What went well, what didn't go so well, and what I've learned in 2022
January 4, 2023
Every year, I publish an annual review to reflect on my progress. You can read some of my past reviews here (2019, 2020, and 2021).
This letter of review is broken down into three parts:
It's a summary of the full annual review I keep private because that is more of a messy draft. If you're interested, you can learn more about my annual review process in one of my articles.
Now, let's dive into my 2022 review.
Early this year, I enrolled in Optimize Coach (it's now called Heroic Coach). It's a full-year online program that helps people become the best version of themselves. Some people take it as a self-improvement course, and some want to get certified as a coach.
It's one of the best programs I've invested in because it touches almost every area of my life. Not only does it cover big ideas and topics like Stoicism, productivity, nutrition, and more, but it also provides worksheets and tools that help me implement some of these powerful ideas.
The program takes a lot of commitment, and I'm far from meeting the high standard it helps me set yet. But like what's taught in the program, becoming the best version of yourself is life work. We don't do it once and call it a day. Instead, it requires us to commit and recommit to it from moment to moment—every single day.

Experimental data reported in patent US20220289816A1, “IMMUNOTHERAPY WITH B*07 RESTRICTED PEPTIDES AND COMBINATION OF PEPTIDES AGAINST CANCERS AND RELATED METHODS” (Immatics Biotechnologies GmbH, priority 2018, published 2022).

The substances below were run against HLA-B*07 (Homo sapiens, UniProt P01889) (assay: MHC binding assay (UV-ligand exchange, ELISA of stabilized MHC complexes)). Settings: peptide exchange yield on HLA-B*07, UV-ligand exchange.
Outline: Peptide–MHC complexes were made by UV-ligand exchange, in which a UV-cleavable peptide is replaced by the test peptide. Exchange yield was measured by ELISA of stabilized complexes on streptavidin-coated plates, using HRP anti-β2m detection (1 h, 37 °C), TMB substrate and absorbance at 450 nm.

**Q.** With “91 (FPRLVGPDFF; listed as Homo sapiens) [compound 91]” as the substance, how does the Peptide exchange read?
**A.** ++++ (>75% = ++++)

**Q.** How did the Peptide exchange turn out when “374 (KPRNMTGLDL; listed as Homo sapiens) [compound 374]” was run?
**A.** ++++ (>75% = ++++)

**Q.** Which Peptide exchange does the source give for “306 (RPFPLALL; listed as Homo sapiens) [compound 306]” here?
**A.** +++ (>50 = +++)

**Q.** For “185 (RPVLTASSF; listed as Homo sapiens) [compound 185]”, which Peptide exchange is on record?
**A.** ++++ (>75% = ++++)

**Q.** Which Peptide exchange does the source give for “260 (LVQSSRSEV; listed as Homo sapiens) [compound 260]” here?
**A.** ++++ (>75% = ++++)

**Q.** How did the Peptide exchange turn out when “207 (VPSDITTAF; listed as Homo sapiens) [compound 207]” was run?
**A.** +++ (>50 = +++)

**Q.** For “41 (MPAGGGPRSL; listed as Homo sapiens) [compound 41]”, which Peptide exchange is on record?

The second highlight was that we (my wife and I) got a Labrador puppy in April 2022. Caring for a puppy was a lot of work, especially as first-time pet parents. But we've learned a lot since then with the help of friends and dog training videos on YouTube.
Getting a puppy wasn't a rational decision financially and time-wise. It was an emotional one. I spent so much time, attention, and money on the puppy in the past few months. But in return, I got to connect with other dog owners at a deeper level and develop new healthy routines.
It's easy for adults to convert everything we do into a transactional one. But a simple trick is to ask yourself this question: "What would my child gain from this?"
I envision my child having a companion that makes them happy, developing better routines taking care of a dog, and learning how to express love to other living things outside of him or herself. And I will willingly pay to have the experiences for them anytime. And then, I would ask, "why wouldn't I want the same for myself?"
I started the year with the goal of losing fat (just like last year). But instead of doing it myself, I joined an online program by Kinobody. In short, the strategy focuses on building strength and maintaining a slight calorie deficit (around 400kcal) daily through intermittent fasting.
I got from 22% body fat in January to 14% in July. I was pleased and proud because 14% body fat was the leanest I ever got in my entire life.
My fat loss progress stagnated for two months after that, and I started to lose strength. So I switched from calorie deficit to calorie surplus to rebuild strength and muscle mass. It means I will regain some of the fat I lose, but I'm okay with it because I now know how to cut it off once I get to the strength level I want.
I've thought about starting a podcast for a long time. It was the S.W.I.P.E.S newsletter by Neville Medhora that inspired me to create one in July 2022. The plan was to record a five to ten minutes episode every week that will also become my weekly newsletter (with a few curated content in the email).